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Unleash the Power of the Premiere Pro Project Panel

Jason Boone

Staying organized is key for becoming a faster and more efficient editor. Here are a few ways to customize your Premiere Pro Project panel for your specific project.

A lot of video editors don’t realize the power of the Premiere Pro Project panel. There are obvious workflow benefits and opportunities to streamline the editing process that come with organization and utilizing metadata. All of this organization and streamlining takes place in the Project panel.

The Project Panel

The Project panel is the heart of your video project. It’s where all of your media assets reside. Graphics, video clips, audio — Adobe Premiere Pro is known for its ability to cater to a wide range of file types. You can view your assets in two different view modes: List or Icon. While in List View, the Project panel displays a row of columns containing information about each media asset. This information is the metadata.

Unleashing the Power of the Premiere Pro Project Panel

Don’t let the word metadata scare you away — it’s simply the information included with a media asset that gives detailed information about that particular file. It’s data about data. Metadata can include a very wide array of information, including the date the file was created, the camera used to create the image, the lens used, exposure settings, etc.

Unleashing the Power of the Premiere Pro Project Panel: List View

These metadata columns in the Project panel can be customized through the Metadata Display window. You access this window by control-clicking one of the columns, or by simply going to the Project panel dropdown menu. Once you’re in the Metadata Display window, you’ll see just how much information can be displayed with an asset. The Premiere Pro Project Metadata section alone has 40+ properties for you to choose from.

Unleashing the Power of the Premiere Pro Project Panel: Metadata Display

A Real World Example of Using Metadata to Organize Your Workflow

Every so often I shoot and edit video content for submission to a stock house like Shutterstock. This includes shooting a variety of takes of the same subject matter, often in slightly different angles and setups. I name the clips with a short and simple description and number. In Premiere, I load up my clips in the source monitor for review and then place them in a timeline to prepare them for export, one clip at a time.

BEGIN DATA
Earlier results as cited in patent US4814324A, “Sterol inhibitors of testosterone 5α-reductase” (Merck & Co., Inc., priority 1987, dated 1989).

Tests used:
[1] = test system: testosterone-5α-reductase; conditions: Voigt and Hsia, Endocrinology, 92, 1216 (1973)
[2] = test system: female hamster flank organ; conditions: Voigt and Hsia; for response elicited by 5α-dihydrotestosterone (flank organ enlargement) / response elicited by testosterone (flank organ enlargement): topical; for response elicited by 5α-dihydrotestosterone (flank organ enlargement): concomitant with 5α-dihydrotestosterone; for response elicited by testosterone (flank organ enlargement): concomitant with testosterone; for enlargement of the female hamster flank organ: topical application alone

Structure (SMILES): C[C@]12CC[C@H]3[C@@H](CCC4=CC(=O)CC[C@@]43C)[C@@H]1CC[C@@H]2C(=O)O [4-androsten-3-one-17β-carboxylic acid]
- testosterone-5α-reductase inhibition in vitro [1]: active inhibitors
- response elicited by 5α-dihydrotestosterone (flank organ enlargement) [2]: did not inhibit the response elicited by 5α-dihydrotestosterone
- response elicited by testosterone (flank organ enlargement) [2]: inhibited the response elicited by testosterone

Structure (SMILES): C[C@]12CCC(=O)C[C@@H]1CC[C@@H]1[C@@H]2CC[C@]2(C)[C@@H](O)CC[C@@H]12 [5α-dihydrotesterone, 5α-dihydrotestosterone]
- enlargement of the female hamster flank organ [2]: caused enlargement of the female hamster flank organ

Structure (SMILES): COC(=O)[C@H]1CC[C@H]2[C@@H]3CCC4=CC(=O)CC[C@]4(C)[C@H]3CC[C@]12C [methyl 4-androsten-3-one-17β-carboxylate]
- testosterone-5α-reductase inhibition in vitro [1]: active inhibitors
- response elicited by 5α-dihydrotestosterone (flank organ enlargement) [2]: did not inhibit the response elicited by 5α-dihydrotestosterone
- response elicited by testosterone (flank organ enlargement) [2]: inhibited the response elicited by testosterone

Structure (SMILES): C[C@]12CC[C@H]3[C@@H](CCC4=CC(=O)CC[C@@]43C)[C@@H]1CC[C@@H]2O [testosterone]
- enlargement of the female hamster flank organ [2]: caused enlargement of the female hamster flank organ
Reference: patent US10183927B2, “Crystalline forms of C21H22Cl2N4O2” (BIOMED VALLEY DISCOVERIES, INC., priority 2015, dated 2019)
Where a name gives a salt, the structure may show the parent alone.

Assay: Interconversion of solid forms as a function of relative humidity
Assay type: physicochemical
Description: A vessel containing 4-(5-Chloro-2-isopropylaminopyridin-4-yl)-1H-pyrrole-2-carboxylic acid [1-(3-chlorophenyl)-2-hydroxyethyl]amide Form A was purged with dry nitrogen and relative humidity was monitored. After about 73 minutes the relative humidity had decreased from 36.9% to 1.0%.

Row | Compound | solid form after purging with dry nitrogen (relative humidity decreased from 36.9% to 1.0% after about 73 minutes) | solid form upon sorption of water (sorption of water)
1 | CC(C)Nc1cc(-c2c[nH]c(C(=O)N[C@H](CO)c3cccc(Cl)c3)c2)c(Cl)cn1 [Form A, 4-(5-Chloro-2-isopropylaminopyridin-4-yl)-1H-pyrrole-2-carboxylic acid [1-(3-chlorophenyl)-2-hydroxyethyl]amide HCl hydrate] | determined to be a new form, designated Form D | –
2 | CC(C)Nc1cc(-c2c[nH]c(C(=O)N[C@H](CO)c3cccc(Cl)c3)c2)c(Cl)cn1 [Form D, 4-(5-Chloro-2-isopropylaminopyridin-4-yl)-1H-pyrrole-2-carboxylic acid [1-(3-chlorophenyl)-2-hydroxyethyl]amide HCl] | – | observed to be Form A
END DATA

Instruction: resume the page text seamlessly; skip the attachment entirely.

In the beginning, I found myself looking back over into the Project panel, occasionally wondering which clips I had already prepped. If I took a break and came back to the project later, I would have to look through my sequences and find the last clip I had prepped for export. I needed a faster and more efficient way to see which clips were finished and which ones still needed to be prepped and exported. I created a Bin labeled ‘Exported,’ but it was still a bit clunky.

To speed up the process, I added several metadata columns to my Project panel. Using the Metadata Display window, I added three columns: Video Usage, Good, and Label.

Unleashing the Power of the Premiere Pro Project Panel: Metadata Organization

  • Video Usage: As the name entails, Video Usage allows you to see if a clip has been used somewhere within your project. It will show you where and on what sequence the clip is being used, right down to the timecode. You can click and launch that sequence straight from the column. AMAZING.
  • Good: This is a nothing more than a checkbox. By dragging this column next to my clip names, it allows me to quickly check off and see which clips I have used. As soon as I’m finished with a clip, I can check it as Good.
  • Label: This is a simple color. Premiere offers you eight different color options. You can group your clips by color to help keep yourself organized.

As you can see in the image above, I can use just one or all of these metadata columns to keep my project organized and help speed up my workflow. And I’m sure there are additional columns I could use to help speed things up, since there are 1,000 different ways to do the same thing within Premiere. You just have to find what works best for you.

Now that I’ve customized the columns in my Project panel, I can save the layout by right clicking on any of the metadata columns and selecting ‘Metadata Display.’ This way, if I find myself jumping around between different types of productions, I can have several metadata display presets available for quick access.

Unleashing the Power of the Premiere Pro Project Panel: Metadata Display

And finally, if you can’t find a metadata property that you like, you can create your own! Simply click on Add Property and you’ll see that you have four different flavors from which to choose:

  • Integer: a whole number
  • Real: any number including decimals. (Quick Note: You can do real math equations by clicking into the number.)
  • Text: a blank text box for editing.
  • Boolean: a checkbox.

Unleashing the Power of the Premiere Pro Project Panel: Add Property

The possibilities for customization are really limitless when it comes to organizing and streamlining via metadata in the Premiere Pro Project panel. I suggest you open up the Metadata Display window in your Project panel and poke around. You’ll streamline your workflow before you know it!

How do you use the Premiere Pro project panel to keep your projects organized? Share in the comments below.